Posted: Tuesday, April 25, 2023. 10:32 pm CST.
By Aaron Humes: At 3:58 this afternoon, after two years, ten months, and three days since she shot Senior Superintendent of Police Henry Jemmott with his own weapon on a moon-lit pier in Ambergris Caye, Jasmine Hartin opened her mouth to say the word that would put an end to the entire saga: “Guilty.”
That was her plea to the charge of manslaughter by negligence and minutes later, she gave her only press statement to court reporter Anita Nembhard when asked if she had anything else to say at this time: “I just want Henry’s family to have peace now and I want this whole thing to be behind us so we can heal.”
It also means, per High Court Justice Ricardo Sandcroft’s sentencing indication, that she will avoid jail time with a non-custodial sentence – that is, a fine of some amount.
Sentencing has been set for May 31 – three days after the second anniversary of the incident.
The Crown was represented by Director of Public Prosecutions Cheryl-Lynn Vidal, but in court this morning, defense counsel Oscar Selgado, who had succeeded Richard “Dickie” Bradley, was relieved of the brief in favour of Senior Counsel Hubert Elrington, assisted by son Orson “O.J.” Elrington.
The case was called after 11 a.m. but just as quickly adjourned until three this afternoon. Justice Sandcroft advised family members of Jemmott who showed up in t-shirts bearing his picture that their attire would have to be changed and that “The court is not guided by sympathy.” He ruled that they could stay for the proceedings as long as they did not wear the shirts, which were changed when the case resumed this afternoon.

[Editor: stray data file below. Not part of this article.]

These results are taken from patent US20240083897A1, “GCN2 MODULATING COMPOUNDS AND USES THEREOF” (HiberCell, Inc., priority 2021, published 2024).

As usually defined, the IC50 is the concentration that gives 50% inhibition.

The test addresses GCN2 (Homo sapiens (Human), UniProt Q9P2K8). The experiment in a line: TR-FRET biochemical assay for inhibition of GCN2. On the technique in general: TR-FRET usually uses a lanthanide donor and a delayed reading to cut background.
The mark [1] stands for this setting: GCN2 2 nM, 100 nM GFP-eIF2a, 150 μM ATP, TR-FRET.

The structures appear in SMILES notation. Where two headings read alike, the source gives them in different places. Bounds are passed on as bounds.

There was additional disclosure given to Hubert Elrington prior to the adjournment as the DPP told the court that if Hartin decided not to plea, the Crown would be ready to start the trial.
At three when the case was called again, Elrington asked the judge to present a sentencing indication, which Justice Sandcroft reminded he had already given back in November and which Hartin’s attorney then had rejected.
Except, the accused rose to say, she had not told her attorney not to take the offer and had no idea he had rejected it. Justice Sandcroft granted the brief adjournment and after conferral, the plea finally came. An emotional Hartin said she was doing so freely, without the use of force or promise by anyone, and that she had been fairly treated by her new attorneys and by the court.
As previously noted, when the matter of bail came up for Hartin when she was first charged, the court has dealt with a handful of cases concerning negligent use of firearms with varying results, including some jail time being given. A social inquiry report and other factors will be assessed in determining the final sentence, but the Court is bound by its decision to give a non-custodial sentence.
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